lundi 21 septembre 2009

A kind of "induction" we Christians indeed cannot accept.

I will first give the example of that kind of induction, then define it, then give the definition of what we do - in the trace of older philosophers - accept as induction, then examplify it with the same matter so as to make the difference most clear.

The Sun has always risen every morning. Therefore it is impossible for the sun not to rise tomorrow, and an omnipotent God who could make an exception is excluded.

1) That induction is from particular to particular. 2) And it claims to be surer than Christianity.

It is, in its first quality, a renovation innovation by John Stuart Mill, who wanted to formalise induction as much as deduction and therefore wanted more variations on the theme "induction". In the second quality, it is the induction of a "sceptic", that is, of a disbeliever in miracles. Is it an accident that JSM was such a person?

Now, there is another kind of induction which we, following Aristotle, even Socrates, do accept. It is the induction of particular examples to make a point about a general principle, which once illustrated by the inductions, we cannot deny.

The Sun has always risen every morning. Therefore, the Sun rises every morning.

That does NOT yet determine whether the sun will rise tomorrow. To do that we need also to state a deduction, from general principle to particular:

The Sun rises every morning. Tomorrow will have a morning as any other day. Therefore the Sun will rise tomorrow.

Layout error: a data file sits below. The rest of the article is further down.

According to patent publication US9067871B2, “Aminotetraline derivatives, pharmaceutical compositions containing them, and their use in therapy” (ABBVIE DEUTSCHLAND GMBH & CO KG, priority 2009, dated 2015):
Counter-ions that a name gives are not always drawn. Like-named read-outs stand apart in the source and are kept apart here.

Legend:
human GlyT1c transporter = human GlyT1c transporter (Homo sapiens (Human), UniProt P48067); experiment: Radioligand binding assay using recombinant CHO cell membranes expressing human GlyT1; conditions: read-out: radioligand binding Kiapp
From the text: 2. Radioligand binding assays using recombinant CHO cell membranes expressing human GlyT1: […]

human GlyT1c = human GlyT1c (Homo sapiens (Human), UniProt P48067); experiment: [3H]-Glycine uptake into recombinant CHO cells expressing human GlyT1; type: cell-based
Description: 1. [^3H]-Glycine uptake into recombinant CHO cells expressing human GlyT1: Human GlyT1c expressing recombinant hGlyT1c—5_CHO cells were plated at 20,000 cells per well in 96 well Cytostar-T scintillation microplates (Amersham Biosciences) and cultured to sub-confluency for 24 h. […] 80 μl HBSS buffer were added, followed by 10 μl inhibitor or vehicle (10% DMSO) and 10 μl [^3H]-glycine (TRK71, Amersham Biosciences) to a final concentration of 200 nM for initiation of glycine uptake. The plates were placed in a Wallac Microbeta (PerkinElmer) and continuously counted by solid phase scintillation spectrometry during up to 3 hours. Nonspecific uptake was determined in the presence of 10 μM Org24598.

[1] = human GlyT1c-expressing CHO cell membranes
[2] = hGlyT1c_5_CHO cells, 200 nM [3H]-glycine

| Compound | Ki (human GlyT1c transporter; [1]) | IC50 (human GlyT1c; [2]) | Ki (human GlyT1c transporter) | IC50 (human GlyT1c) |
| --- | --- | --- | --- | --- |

But, knowing there is one omnipotent God, knowing time has not only a created beginning but a created end, we will not attribute to the conclusion such sureness as to exclude some extraordinary action by God, like a miracle or the day of judgement. Quite obviously, the possibility of such an exception does neither change the fact that we do expect the Sun to rise tomorrow, nor the possibility of making inductions.

Indeed, if we had not accepted the induction that old women do not have babies, we would not have known that the birth of Isaaq, of Our Lady and of St John the Baptist were divine miracles. If we had not accepted the induction that getting pregnant depends on having sex, we would not have known - and St Joseph would not have considered putting away Our Lady - that the Virgin Birth is a miracle. If we had not accepted the induction that the dead do not return to life, we would not have seen the point why St Thomas, on seeing Christ resurrected, called him My Lord and My God.

Without inductions, we would not have been able to determine where we had indications of the action of an Omnipotent God.

Hans-Georg Lundahl
Paris IV, G Pompidou
21/sept/2009, St Matthew, Evangelist;
for Old Calendarists:
8/sept/2009, Our Lady's Birthday

1 commentaire:

Anonyme a dit…

St Mathieu (French link)